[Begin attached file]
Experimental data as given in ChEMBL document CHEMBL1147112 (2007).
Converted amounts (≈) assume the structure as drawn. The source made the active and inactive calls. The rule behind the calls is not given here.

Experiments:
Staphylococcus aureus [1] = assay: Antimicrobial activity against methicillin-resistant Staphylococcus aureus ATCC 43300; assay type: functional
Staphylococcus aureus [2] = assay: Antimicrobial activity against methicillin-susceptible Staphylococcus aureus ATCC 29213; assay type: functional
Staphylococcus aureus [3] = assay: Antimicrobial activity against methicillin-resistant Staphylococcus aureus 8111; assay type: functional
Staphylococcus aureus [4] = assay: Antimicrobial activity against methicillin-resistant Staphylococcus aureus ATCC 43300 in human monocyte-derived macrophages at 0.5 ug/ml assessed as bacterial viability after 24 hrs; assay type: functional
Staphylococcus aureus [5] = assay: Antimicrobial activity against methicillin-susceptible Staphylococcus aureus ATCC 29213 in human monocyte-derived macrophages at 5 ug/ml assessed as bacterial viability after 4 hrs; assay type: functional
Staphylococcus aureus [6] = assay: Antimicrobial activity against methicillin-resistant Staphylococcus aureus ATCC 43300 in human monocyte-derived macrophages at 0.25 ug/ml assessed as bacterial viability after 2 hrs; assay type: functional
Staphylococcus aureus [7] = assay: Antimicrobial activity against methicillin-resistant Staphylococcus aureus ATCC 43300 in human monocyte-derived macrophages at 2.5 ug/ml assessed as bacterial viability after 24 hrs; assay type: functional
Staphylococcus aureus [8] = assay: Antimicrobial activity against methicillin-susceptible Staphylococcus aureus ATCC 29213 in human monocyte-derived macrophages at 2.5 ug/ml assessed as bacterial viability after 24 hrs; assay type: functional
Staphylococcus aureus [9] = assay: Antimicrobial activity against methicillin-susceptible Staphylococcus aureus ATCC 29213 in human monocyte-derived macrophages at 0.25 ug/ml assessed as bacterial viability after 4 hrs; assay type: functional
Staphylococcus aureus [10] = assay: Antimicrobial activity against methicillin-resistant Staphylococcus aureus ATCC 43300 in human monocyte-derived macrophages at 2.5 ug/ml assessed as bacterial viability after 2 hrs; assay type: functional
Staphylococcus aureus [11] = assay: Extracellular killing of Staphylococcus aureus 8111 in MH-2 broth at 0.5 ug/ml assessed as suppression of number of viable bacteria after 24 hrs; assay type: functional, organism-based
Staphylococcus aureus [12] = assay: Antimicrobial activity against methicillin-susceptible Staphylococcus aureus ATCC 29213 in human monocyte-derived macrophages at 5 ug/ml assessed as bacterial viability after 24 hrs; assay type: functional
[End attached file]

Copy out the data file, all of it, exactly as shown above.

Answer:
Experimental data as given in ChEMBL document CHEMBL1147112 (2007).
Converted amounts (≈) assume the structure as drawn. The source made the active and inactive calls. The rule behind the calls is not given here.

Experiments:
Staphylococcus aureus [1] = assay: Antimicrobial activity against methicillin-resistant Staphylococcus aureus ATCC 43300; assay type: functional
Staphylococcus aureus [2] = assay: Antimicrobial activity against methicillin-susceptible Staphylococcus aureus ATCC 29213; assay type: functional
Staphylococcus aureus [3] = assay: Antimicrobial activity against methicillin-resistant Staphylococcus aureus 8111; assay type: functional
Staphylococcus aureus [4] = assay: Antimicrobial activity against methicillin-resistant Staphylococcus aureus ATCC 43300 in human monocyte-derived macrophages at 0.5 ug/ml assessed as bacterial viability after 24 hrs; assay type: functional
Staphylococcus aureus [5] = assay: Antimicrobial activity against methicillin-susceptible Staphylococcus aureus ATCC 29213 in human monocyte-derived macrophages at 5 ug/ml assessed as bacterial viability after 4 hrs; assay type: functional
Staphylococcus aureus [6] = assay: Antimicrobial activity against methicillin-resistant Staphylococcus aureus ATCC 43300 in human monocyte-derived macrophages at 0.25 ug/ml assessed as bacterial viability after 2 hrs; assay type: functional
Staphylococcus aureus [7] = assay: Antimicrobial activity against methicillin-resistant Staphylococcus aureus ATCC 43300 in human monocyte-derived macrophages at 2.5 ug/ml assessed as bacterial viability after 24 hrs; assay type: functional
Staphylococcus aureus [8] = assay: Antimicrobial activity against methicillin-susceptible Staphylococcus aureus ATCC 29213 in human monocyte-derived macrophages at 2.5 ug/ml assessed as bacterial viability after 24 hrs; assay type: functional
Staphylococcus aureus [9] = assay: Antimicrobial activity against methicillin-susceptible Staphylococcus aureus ATCC 29213 in human monocyte-derived macrophages at 0.25 ug/ml assessed as bacterial viability after 4 hrs; assay type: functional
Staphylococcus aureus [10] = assay: Antimicrobial activity against methicillin-resistant Staphylococcus aureus ATCC 43300 in human monocyte-derived macrophages at 2.5 ug/ml assessed as bacterial viability after 2 hrs; assay type: functional
Staphylococcus aureus [11] = assay: Extracellular killing of Staphylococcus aureus 8111 in MH-2 broth at 0.5 ug/ml assessed as suppression of number of viable bacteria after 24 hrs; assay type: functional, organism-based
Staphylococcus aureus [12] = assay: Antimicrobial activity against methicillin-susceptible Staphylococcus aureus ATCC 29213 in human monocyte-derived macrophages at 5 ug/ml assessed as bacterial viability after 24 hrs; assay type: functional